ES Rentals

    iJobs Job Widget
    iJobs Gadgets & Tech

    1st Line Service Desk Analyst

    £27000 - £30000 Per Annum: Clearwater People Solutions Ltd: Our client who are...

    Recruitment Consultant - Bristol - Computer Futures - £18-25k

    £18000 - £25000 per annum + Commission: SThree: Computer Futures are currently...

    Trainee Recruitment Consultant - Real Staffing - Leeds - £18k+

    £18000 - £27000 per annum + Commission: SThree: Sales - Trainee Recruitment Co...

    Trainee Recruitment Consultant - Manchester - Progressive Rec.

    £18000 - £23000 per annum + Commission: SThree: Progressive Recruitment are cu...

    Day In a Page

    Isis is an hour from Baghdad, the Iraq army has little chance against it, and air strikes won't help

    Isis an hour away from Baghdad -

    and with no sign of Iraq army being able to make a successful counter-attack
    Turner Prize 2014 is frustratingly timid

    Turner Prize 2014 is frustratingly timid

    The exhibition nods to rich and potentially brilliant ideas, but steps back
    Last chance to see: Half the world’s animals have disappeared over the last 40 years

    Last chance to see...

    The Earth’s animal wildlife population has halved in 40 years
    So here's why teenagers are always grumpy - and it's not what you think

    Truth behind teens' grumpiness

    Early school hours mess with their biological clocks
    Why can no one stop hackers putting celebrities' private photos online?

    Hacked photos: the third wave

    Why can no one stop hackers putting celebrities' private photos online?
    Royal Ballet star dubbed 'Charlize Theron in pointe shoes' takes on Manon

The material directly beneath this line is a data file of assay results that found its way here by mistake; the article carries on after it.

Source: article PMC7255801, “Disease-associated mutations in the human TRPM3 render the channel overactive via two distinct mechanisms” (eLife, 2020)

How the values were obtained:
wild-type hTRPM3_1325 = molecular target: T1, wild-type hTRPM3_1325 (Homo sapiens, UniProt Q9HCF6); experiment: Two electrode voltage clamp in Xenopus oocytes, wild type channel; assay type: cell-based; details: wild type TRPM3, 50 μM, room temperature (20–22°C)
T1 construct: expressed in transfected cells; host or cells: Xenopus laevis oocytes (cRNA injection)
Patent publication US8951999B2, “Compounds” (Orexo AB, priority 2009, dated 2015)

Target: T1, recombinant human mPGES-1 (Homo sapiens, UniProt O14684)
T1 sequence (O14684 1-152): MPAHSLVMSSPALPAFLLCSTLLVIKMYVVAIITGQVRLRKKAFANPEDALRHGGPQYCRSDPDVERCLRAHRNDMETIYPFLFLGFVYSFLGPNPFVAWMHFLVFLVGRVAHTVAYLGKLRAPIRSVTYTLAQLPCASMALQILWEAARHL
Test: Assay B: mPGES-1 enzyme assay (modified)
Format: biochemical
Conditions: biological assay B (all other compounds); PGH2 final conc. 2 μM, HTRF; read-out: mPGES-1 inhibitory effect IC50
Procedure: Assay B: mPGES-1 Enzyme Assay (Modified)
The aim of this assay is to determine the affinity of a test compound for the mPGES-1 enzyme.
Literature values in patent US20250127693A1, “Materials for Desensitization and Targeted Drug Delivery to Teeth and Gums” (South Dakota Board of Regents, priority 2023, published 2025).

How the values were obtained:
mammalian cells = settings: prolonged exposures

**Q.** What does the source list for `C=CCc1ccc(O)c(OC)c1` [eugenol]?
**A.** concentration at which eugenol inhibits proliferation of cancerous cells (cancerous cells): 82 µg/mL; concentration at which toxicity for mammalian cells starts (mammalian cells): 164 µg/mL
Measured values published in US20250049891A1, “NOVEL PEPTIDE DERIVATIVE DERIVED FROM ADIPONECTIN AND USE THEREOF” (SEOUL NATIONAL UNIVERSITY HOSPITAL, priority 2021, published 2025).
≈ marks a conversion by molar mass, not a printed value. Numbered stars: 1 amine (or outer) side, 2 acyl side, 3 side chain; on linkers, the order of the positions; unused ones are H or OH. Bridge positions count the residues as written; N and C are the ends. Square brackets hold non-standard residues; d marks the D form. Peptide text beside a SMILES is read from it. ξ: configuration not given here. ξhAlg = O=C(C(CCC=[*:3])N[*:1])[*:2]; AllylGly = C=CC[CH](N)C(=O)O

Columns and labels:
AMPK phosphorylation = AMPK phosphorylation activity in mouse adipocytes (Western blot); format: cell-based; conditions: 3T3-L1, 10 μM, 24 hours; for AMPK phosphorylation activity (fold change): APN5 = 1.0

Homegrown ballerina is on the rise

    Royal Ballet star Melissa Hamilton is about to tackle the role of Manon
    Education, eduction, education? Our growing fascination with what really goes on in school

    Education, education, education

    TV documentaries filmed in classrooms are now a genre in their own right
    It’s reasonable to negotiate with the likes of Isis, so why don’t we do it and save lives?

    It’s perfectly reasonable to negotiate with villains like Isis

    So why don’t we do it and save some lives?
    This man just ran a marathon in under 2 hours 3 minutes. Is a 2-hour race in sight?

    Is a sub-2-hour race now within sight?

    Dennis Kimetto breaks marathon record
    We shall not be moved, say Stratford's single parents fighting eviction

    Inside the E15 'occupation'

    We shall not be moved, say Stratford single parents
    Air strikes alone will fail to stop Isis

    Air strikes alone will fail to stop Isis

    Talks between all touched by the crisis in Syria and Iraq can achieve as much as the Tornadoes, says Patrick Cockburn
    Nadhim Zahawi: From a refugee on welfare to the heart of No 10

    Nadhim Zahawi: From a refugee on welfare to the heart of No 10

    The Tory MP speaks for the first time about the devastating effect of his father's bankruptcy
    Witches: A history of misogyny

    Witches: A history of misogyny

    The sexist abuse that haunts modern life is nothing new: women have been 'trolled' in art for 500 years
    Shona Rhimes interview: Meet the most powerful woman in US television

    Meet the most powerful woman in US television

    Writer and producer of shows like Grey's Anatomy, Shonda Rhimes now has her own evening of primetime TV – but she’s taking it in her stride
    'Before They Pass Away': Endangered communities photographed 'like Kate Moss'

    Endangered communities photographed 'like Kate Moss'

    Jimmy Nelson travelled the world to photograph 35 threatened tribes in an unashamedly glamorous style